The movers and the diggers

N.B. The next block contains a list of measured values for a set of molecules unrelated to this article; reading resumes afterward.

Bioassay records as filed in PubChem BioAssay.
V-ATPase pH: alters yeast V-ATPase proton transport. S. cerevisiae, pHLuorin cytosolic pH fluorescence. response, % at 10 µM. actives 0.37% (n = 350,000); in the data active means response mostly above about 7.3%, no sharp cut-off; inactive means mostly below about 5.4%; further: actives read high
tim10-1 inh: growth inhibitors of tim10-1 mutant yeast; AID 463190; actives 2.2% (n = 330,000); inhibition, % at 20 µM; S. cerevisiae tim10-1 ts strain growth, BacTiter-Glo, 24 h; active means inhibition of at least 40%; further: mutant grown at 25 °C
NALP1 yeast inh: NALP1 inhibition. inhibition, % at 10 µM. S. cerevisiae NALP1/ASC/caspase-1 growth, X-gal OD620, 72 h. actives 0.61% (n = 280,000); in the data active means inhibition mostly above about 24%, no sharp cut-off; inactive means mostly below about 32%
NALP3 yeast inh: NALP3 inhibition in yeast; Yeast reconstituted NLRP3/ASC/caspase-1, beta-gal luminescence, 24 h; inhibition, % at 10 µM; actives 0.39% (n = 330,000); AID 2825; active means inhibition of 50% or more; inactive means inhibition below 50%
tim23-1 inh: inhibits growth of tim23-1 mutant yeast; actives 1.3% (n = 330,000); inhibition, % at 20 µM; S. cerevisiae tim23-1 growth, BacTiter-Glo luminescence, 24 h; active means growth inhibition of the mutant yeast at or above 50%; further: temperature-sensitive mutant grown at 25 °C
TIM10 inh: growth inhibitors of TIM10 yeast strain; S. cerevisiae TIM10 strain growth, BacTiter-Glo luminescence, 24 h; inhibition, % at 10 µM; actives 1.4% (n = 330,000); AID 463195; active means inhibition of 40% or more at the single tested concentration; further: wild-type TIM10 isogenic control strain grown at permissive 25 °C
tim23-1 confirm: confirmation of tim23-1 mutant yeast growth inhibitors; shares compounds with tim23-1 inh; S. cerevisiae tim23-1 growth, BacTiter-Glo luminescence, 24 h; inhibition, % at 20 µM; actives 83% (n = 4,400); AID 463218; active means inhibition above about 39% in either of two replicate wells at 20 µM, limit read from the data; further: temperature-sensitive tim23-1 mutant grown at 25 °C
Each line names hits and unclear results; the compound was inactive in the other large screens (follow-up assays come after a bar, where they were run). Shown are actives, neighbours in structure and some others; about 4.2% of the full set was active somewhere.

Those of us who presume to write books would appear to fall into two categories: the ones who “dig in” and the ones who move. There are writers who can only function “at home,” with the right chair, the shelves of dictionaries and encyclopedias, and now perhaps the word processor. And there are those, like myself, who are paralyzed by “home,” for whom home is synonymous with the proverbial writer’s block, and who believe naively that all would be well if only they were somewhere else. Even among the very great you find the same dichotomy: Flaubert and Tolstoy laboring in their libraries; Zola with a suit of armor alongside his desk; Poe in his cottage; Proust in the cork-lined room. On the other hand, among the “movers” you have Melville, who was “undone” by his gentlemanly establishment in Massachusetts, or Hemingway, Gogol, or Dostoyevsky, whose lives, whether from choice or necessity, were a headlong round of hotels and rented rooms—and, in the case of the last, a Siberian prison.